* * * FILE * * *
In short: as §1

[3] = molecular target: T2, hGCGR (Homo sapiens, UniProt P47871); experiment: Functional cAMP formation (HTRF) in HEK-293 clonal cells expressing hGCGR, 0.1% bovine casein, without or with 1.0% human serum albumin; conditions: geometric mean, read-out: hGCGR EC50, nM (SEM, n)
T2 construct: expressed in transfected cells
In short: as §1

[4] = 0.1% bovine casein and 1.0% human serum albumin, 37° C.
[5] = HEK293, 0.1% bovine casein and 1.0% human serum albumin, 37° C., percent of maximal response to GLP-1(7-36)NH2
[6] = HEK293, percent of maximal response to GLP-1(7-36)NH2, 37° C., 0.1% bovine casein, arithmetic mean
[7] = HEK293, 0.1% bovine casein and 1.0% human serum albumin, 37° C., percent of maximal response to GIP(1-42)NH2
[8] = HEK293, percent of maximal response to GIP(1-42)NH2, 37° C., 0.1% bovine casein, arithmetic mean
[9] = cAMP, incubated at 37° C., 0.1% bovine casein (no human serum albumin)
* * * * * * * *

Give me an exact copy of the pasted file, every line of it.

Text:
In short: as §1

[3] = molecular target: T2, hGCGR (Homo sapiens, UniProt P47871); experiment: Functional cAMP formation (HTRF) in HEK-293 clonal cells expressing hGCGR, 0.1% bovine casein, without or with 1.0% human serum albumin; conditions: geometric mean, read-out: hGCGR EC50, nM (SEM, n)
T2 construct: expressed in transfected cells
In short: as §1

[4] = 0.1% bovine casein and 1.0% human serum albumin, 37° C.
[5] = HEK293, 0.1% bovine casein and 1.0% human serum albumin, 37° C., percent of maximal response to GLP-1(7-36)NH2
[6] = HEK293, percent of maximal response to GLP-1(7-36)NH2, 37° C., 0.1% bovine casein, arithmetic mean
[7] = HEK293, 0.1% bovine casein and 1.0% human serum albumin, 37° C., percent of maximal response to GIP(1-42)NH2
[8] = HEK293, percent of maximal response to GIP(1-42)NH2, 37° C., 0.1% bovine casein, arithmetic mean
[9] = cAMP, incubated at 37° C., 0.1% bovine casein (no human serum albumin)